Our Children’s Trust is at it again. The activist legal organization with deep pockets recruits idealistic teenagers to front for lawsuits so that the courts will order governments to reduce CO2 emissions. The arena is again the Supreme Court of Alaska, a soft target since it is predisposed to hear cases from disgruntled citizens. More on the latest case later on.
And who are the adults involved in Our Children’s Trust?
Supporting Experts (the usual suspects)
Dr. James Hansen
Dr. Ove Hoegh-Guldberg
Dr. Sivan Kartha
Dr. Pushker Kharecha
Dr. David Lobell
Dr. Arjun Makhijani
Dr. Jonathan Overpeck
Dr. Camille Parmeson
Dr. Stefan Rahmstorf
Dr. Steven Running
Dr. James Gustave Speth
Dr. Kevin Trenberth
Dr. Lise Van Susteren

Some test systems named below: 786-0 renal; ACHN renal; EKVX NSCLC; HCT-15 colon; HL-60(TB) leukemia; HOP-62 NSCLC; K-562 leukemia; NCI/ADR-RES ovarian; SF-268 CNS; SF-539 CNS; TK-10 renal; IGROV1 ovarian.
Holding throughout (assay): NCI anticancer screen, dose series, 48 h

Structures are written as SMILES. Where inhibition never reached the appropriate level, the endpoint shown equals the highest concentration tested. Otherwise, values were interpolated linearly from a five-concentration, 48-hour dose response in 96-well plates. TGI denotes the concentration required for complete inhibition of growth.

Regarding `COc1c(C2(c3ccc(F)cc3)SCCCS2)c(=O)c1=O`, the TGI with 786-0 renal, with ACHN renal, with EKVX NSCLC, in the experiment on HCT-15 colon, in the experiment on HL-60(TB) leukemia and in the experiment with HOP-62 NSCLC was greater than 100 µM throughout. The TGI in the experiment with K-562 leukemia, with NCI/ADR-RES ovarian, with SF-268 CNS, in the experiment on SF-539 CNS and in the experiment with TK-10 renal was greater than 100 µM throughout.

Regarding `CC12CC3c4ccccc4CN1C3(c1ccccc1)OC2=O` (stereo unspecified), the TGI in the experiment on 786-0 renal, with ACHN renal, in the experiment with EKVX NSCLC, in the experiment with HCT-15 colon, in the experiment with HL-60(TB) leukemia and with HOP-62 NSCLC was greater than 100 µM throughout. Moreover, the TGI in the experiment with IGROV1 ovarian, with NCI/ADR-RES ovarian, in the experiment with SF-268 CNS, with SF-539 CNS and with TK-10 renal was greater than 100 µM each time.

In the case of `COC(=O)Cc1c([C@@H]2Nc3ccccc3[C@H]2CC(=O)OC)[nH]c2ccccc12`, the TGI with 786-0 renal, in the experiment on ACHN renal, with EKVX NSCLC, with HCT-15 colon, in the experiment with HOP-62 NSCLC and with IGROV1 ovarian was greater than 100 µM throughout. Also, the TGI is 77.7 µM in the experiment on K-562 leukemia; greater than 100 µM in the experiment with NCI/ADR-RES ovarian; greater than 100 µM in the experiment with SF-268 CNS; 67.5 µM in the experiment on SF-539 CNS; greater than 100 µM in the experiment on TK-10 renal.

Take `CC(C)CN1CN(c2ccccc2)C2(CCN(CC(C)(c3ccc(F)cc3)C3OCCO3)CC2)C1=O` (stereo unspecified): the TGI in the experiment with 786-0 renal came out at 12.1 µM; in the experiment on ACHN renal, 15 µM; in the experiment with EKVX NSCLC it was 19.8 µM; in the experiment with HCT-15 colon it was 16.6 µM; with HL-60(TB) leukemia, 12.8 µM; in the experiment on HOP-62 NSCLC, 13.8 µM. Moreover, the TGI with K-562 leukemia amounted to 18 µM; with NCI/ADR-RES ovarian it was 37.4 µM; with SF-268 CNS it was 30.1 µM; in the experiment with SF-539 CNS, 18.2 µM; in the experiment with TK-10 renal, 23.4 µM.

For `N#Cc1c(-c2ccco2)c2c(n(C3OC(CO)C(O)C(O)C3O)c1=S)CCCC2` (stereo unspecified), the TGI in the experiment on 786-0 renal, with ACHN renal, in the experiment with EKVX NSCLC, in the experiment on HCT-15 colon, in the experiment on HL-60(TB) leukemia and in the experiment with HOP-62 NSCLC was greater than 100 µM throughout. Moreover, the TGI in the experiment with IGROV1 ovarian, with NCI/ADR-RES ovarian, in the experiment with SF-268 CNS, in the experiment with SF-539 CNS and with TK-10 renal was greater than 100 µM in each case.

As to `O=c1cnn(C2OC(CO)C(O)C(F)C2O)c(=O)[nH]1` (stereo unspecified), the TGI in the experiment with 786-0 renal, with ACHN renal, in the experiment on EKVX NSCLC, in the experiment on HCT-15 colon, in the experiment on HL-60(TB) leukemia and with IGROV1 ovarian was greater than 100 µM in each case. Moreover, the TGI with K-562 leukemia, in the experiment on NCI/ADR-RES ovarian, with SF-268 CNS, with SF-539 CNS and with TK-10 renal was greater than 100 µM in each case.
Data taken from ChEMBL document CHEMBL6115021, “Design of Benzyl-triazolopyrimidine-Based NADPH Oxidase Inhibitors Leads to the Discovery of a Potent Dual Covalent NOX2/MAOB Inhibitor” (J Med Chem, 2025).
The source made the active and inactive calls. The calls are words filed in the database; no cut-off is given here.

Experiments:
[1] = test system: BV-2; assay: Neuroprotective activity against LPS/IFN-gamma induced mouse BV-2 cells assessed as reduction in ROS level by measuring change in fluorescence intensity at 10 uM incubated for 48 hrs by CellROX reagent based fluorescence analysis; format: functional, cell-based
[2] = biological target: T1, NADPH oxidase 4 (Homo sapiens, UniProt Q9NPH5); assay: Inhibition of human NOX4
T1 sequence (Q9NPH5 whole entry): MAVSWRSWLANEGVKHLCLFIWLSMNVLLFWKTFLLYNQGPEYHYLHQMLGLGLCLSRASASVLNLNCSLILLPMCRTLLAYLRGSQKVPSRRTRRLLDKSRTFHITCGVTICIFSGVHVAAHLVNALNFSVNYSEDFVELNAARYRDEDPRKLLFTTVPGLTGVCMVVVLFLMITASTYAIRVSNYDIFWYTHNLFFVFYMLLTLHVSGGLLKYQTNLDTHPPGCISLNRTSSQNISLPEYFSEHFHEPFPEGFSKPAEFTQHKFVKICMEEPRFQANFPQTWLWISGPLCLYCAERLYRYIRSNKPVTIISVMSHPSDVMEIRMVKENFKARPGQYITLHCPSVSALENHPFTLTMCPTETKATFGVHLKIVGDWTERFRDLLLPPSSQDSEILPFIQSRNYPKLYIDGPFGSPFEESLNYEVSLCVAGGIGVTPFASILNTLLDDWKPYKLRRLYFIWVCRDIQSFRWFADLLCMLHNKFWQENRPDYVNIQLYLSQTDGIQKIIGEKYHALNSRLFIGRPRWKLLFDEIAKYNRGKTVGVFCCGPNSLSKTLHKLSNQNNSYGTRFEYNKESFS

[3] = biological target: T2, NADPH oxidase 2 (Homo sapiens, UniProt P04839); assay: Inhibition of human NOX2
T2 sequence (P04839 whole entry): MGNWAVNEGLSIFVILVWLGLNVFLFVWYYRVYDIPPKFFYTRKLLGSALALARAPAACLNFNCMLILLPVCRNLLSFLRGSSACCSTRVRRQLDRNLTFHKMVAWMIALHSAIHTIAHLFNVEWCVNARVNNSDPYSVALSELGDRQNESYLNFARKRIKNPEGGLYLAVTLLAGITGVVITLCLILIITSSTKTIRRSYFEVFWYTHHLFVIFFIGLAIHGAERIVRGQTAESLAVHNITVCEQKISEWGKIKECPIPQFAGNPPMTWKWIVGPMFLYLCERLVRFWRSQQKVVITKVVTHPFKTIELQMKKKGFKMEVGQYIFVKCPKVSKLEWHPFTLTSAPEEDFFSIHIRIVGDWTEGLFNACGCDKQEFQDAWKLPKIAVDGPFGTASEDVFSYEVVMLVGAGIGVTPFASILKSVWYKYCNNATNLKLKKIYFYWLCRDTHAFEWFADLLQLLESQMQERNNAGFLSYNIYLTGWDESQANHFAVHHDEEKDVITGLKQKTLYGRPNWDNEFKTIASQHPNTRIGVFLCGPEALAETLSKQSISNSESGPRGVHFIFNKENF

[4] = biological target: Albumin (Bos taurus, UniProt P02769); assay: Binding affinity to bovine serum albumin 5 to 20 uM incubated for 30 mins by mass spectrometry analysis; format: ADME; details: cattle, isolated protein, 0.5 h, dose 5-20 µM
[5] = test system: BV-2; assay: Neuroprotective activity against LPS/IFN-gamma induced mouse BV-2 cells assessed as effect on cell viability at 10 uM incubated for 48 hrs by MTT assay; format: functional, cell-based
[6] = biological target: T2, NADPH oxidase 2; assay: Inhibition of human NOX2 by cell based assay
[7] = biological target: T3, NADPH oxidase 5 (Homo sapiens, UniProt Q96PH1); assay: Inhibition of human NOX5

Dr. Paul Epstein (1943-2011)
Campaign Partners (Allies whose funding depends on CO2 Hysteria)
Climate Reality Project,
Western Environmental Law Center,
Crag Law Center,
Texas Environmental Law Center,
Cottonwood Environmental Law Center,
Clean Air Council,
Global Campaign for Climate Action,
Environmental Law Alliance Worldwide,
Center for International Environmental Law..
The Current Legal Skirmish
The October 27 news story is Young Alaskans sue the state, demanding action on climate change
Sixteen young Alaskans are suing the state, demanding Gov. Bill Walker’s administration take action on climate change.
It’s the second such legal action in the last six years. In 2014, the Alaska Supreme Court dismissed a similar lawsuit, Kanuk v Alaska, from six young people asking the state to reduce carbon emissions, among other recommendations. The justices ruled then that it’s not for the courts to set climate policy and that those decisions must be made through the political process, by the Legislature and the governor.